Few things irritate you more than approaching the sink, turning the knob, hearing a slight suction/gurgling sound, and seeing no water flow from the spout. Dang, Man, I was really looking forward to washing my hands / taking a shower / cleaning the dishes (although I don’t do much of that in this house) / having a drink of water / etc. / etc. You also can’t help but get perturbed when your sweetheart host mother looks at you and says, “Su yox!” (“no water!”). What do you mean we don’t have water? And why don’t we have water? And when are we going to get the water back? These are the thoughts that enter your head when you’re in this situation, and they aren’t completely unjustified.
But then you have to think a little bit. First, it’s not your host mother’s fault. It’s not like she called the water company (or whoever’s in control) and said, “Eh, we just don’t feel like water today.” Secondly, let’s get real here. At least we have running water. Drinkable running water is there pretty much all the time, and that cannot be said everywhere. I thought of that as I was on my way to the school this morning and saw people filling up large receptacles with water. Okay, so they had to go and fetch the agua from there instead of turning the knob at the sink in their homes, but in several places that’s every day, whether they like it or not. I once heard from a woman who lived in the Gambia that, in the place where she was living, the water would be delivered. It could be anytime, day or night, and the people would have to come out and get their water that way.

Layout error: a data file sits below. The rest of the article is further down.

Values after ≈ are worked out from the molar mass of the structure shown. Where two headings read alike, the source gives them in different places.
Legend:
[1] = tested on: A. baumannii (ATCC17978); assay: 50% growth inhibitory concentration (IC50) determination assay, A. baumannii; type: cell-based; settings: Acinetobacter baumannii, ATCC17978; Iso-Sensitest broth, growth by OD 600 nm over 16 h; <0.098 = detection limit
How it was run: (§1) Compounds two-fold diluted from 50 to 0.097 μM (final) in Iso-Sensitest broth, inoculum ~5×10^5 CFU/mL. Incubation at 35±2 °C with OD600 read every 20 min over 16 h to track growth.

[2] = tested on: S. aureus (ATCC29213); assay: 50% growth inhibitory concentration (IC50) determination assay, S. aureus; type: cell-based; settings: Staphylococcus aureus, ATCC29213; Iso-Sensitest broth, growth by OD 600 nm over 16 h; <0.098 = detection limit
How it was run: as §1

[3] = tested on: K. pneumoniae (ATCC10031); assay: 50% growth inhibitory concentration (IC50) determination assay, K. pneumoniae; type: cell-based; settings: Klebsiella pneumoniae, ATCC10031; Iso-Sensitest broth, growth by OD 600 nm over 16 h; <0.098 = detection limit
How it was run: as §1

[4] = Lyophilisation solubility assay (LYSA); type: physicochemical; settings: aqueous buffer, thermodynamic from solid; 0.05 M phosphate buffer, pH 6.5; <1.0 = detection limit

Alright, look. I ain’t no bleeding heart lecturing martyr. I like my hot water. I like my glass of H20. I like my instant coffee. But it’s important to remember that water doesn’t just come from nowhere. Making the water hot isn’t always as simple as turning the knob. What we need isn’t always at our fingertips, and, well, there’s just no harm in knowing that.